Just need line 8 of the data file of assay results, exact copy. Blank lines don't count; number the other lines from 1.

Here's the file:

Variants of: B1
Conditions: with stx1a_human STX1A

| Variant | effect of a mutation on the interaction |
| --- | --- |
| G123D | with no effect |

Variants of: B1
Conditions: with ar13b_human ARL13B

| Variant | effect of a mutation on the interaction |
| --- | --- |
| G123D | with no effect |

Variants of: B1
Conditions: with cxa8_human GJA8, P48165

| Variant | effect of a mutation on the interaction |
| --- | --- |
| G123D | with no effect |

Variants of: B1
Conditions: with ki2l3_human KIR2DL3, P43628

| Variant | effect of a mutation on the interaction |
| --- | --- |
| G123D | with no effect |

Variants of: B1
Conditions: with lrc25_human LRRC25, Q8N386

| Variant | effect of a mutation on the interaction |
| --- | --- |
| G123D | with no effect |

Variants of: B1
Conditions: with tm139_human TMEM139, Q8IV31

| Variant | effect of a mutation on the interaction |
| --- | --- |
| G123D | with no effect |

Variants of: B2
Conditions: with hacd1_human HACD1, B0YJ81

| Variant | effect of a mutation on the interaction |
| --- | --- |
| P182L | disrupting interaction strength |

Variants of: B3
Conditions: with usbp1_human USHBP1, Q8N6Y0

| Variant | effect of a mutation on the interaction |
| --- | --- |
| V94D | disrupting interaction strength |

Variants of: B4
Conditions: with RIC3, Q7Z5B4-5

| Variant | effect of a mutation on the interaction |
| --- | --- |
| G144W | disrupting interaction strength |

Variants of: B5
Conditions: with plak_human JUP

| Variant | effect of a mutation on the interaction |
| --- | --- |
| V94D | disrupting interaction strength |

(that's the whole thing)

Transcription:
| Variant | effect of a mutation on the interaction |